Despite seeing the sparks coming from the trailer, knowing that
something was wrong and having at least one individual signal that
there was a problem with the trailer, Deardorff did not stop, but
instead continued driving. PUMF 8. Deardorff was unsure what the
problem was and had many concerns about stopping on I-5's narrow
shoulder in the dark. See Deardorff Dec. ¶ 14; Deardorff Depo.
40:12-41:4. However, at some point, Deardorff pulled over to the side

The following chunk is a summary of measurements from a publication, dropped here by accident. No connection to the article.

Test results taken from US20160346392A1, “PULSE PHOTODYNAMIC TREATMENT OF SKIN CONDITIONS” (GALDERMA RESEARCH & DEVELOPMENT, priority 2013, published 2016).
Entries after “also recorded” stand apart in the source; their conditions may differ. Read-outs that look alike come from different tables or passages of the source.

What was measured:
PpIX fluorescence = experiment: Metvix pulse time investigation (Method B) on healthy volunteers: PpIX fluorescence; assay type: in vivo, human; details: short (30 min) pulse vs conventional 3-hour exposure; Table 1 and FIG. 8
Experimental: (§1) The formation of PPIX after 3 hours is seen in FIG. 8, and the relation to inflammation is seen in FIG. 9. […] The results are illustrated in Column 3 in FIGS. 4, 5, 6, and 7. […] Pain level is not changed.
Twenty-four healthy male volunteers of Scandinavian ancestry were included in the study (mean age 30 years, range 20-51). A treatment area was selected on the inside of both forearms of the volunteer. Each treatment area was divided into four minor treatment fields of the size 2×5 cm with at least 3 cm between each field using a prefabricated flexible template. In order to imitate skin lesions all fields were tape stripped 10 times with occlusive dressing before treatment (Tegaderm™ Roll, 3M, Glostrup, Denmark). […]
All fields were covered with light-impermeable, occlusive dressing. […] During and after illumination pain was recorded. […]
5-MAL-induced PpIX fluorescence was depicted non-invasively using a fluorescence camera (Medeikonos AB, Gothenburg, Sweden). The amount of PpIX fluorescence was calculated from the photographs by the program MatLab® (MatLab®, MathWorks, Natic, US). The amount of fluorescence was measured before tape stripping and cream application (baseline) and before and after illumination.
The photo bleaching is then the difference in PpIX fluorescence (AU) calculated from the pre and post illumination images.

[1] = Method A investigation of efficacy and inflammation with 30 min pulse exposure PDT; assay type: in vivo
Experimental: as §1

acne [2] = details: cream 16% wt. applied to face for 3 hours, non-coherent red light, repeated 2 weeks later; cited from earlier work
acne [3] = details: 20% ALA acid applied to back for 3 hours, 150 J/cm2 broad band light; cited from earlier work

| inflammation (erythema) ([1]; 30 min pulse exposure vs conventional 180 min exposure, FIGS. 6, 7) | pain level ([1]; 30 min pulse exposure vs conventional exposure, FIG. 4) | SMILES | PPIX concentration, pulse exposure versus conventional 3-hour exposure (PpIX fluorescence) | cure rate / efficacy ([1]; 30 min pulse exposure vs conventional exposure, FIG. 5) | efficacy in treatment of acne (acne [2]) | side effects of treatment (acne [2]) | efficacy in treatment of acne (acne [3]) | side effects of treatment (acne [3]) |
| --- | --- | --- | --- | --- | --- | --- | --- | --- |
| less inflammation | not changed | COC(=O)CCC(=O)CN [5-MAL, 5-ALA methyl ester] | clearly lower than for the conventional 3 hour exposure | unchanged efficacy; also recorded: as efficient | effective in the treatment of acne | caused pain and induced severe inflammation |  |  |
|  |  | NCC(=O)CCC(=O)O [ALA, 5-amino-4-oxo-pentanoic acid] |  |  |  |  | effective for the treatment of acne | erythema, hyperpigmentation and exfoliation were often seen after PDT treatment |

of I-5 and looked into the horse trailer, at which time he saw "a lot
of smoke coming out from the inside of the trailer." See Plaintiffs'
Ex. N.*fn3 Deardorff began to panic, closed the door,
andbegan to drive north to get to a truck stop. See id.*fn4
As Deardorff drove, sparks continued to spray from the
trailer, and at some point a fire started in the trailer. See PUMF 12;